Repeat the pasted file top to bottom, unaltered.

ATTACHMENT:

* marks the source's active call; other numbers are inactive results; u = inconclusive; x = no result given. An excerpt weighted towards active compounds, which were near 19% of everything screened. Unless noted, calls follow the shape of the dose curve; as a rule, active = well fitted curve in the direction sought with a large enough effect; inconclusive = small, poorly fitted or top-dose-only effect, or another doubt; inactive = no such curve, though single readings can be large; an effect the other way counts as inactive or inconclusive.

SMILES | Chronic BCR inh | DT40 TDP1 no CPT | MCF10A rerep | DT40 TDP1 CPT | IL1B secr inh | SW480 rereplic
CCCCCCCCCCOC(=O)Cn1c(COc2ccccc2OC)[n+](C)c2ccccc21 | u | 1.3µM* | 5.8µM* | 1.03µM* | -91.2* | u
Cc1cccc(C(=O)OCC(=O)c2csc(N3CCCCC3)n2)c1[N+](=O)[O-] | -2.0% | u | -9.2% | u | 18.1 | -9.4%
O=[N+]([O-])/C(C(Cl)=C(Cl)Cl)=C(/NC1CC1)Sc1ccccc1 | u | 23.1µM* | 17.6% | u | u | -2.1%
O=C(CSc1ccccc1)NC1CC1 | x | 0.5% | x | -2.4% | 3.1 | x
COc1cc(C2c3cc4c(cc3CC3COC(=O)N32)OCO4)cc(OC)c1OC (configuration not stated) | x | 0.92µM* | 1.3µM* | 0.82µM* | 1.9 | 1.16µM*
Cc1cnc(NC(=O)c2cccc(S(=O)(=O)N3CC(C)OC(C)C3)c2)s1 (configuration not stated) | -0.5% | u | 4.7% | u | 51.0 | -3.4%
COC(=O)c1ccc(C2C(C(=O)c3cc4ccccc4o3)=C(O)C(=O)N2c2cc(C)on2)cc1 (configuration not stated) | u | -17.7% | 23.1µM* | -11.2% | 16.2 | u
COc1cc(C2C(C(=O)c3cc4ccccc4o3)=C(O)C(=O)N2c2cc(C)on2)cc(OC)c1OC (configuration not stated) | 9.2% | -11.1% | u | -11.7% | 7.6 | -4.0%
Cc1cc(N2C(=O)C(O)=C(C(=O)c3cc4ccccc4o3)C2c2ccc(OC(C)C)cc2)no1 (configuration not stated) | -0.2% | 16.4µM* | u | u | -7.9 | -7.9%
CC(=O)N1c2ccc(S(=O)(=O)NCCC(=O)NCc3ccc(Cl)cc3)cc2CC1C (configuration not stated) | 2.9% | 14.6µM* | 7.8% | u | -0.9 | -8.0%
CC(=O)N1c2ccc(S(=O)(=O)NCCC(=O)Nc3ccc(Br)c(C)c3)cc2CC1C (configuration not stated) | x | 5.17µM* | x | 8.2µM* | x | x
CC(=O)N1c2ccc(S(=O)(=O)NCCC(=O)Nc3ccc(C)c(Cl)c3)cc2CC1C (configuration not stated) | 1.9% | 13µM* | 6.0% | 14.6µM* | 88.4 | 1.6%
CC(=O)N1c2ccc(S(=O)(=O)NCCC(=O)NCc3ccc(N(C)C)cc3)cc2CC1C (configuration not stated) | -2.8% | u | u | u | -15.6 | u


* marks the source's active call; other numbers are inactive results; u = inconclusive; x = no result given. An excerpt weighted towards active compounds, which were near 19% of everything screened. Unless noted, calls follow the shape of the dose curve; as a rule, active = well fitted curve in the direction sought with a large enough effect; inconclusive = small, poorly fitted or top-dose-only effect, or another doubt; inactive = no such curve, though single readings can be large; an effect the other way counts as inactive or inconclusive.

SMILES | Chronic BCR inh | DT40 TDP1 no CPT | MCF10A rerep | DT40 TDP1 CPT | IL1B secr inh | SW480 rereplic
CCCCCCCCCCOC(=O)Cn1c(COc2ccccc2OC)[n+](C)c2ccccc21 | u | 1.3µM* | 5.8µM* | 1.03µM* | -91.2* | u
Cc1cccc(C(=O)OCC(=O)c2csc(N3CCCCC3)n2)c1[N+](=O)[O-] | -2.0% | u | -9.2% | u | 18.1 | -9.4%
O=[N+]([O-])/C(C(Cl)=C(Cl)Cl)=C(/NC1CC1)Sc1ccccc1 | u | 23.1µM* | 17.6% | u | u | -2.1%
O=C(CSc1ccccc1)NC1CC1 | x | 0.5% | x | -2.4% | 3.1 | x
COc1cc(C2c3cc4c(cc3CC3COC(=O)N32)OCO4)cc(OC)c1OC (configuration not stated) | x | 0.92µM* | 1.3µM* | 0.82µM* | 1.9 | 1.16µM*
Cc1cnc(NC(=O)c2cccc(S(=O)(=O)N3CC(C)OC(C)C3)c2)s1 (configuration not stated) | -0.5% | u | 4.7% | u | 51.0 | -3.4%
COC(=O)c1ccc(C2C(C(=O)c3cc4ccccc4o3)=C(O)C(=O)N2c2cc(C)on2)cc1 (configuration not stated) | u | -17.7% | 23.1µM* | -11.2% | 16.2 | u
COc1cc(C2C(C(=O)c3cc4ccccc4o3)=C(O)C(=O)N2c2cc(C)on2)cc(OC)c1OC (configuration not stated) | 9.2% | -11.1% | u | -11.7% | 7.6 | -4.0%
Cc1cc(N2C(=O)C(O)=C(C(=O)c3cc4ccccc4o3)C2c2ccc(OC(C)C)cc2)no1 (configuration not stated) | -0.2% | 16.4µM* | u | u | -7.9 | -7.9%
CC(=O)N1c2ccc(S(=O)(=O)NCCC(=O)NCc3ccc(Cl)cc3)cc2CC1C (configuration not stated) | 2.9% | 14.6µM* | 7.8% | u | -0.9 | -8.0%
CC(=O)N1c2ccc(S(=O)(=O)NCCC(=O)Nc3ccc(Br)c(C)c3)cc2CC1C (configuration not stated) | x | 5.17µM* | x | 8.2µM* | x | x
CC(=O)N1c2ccc(S(=O)(=O)NCCC(=O)Nc3ccc(C)c(Cl)c3)cc2CC1C (configuration not stated) | 1.9% | 13µM* | 6.0% | 14.6µM* | 88.4 | 1.6%
CC(=O)N1c2ccc(S(=O)(=O)NCCC(=O)NCc3ccc(N(C)C)cc3)cc2CC1C (configuration not stated) | -2.8% | u | u | u | -15.6 | u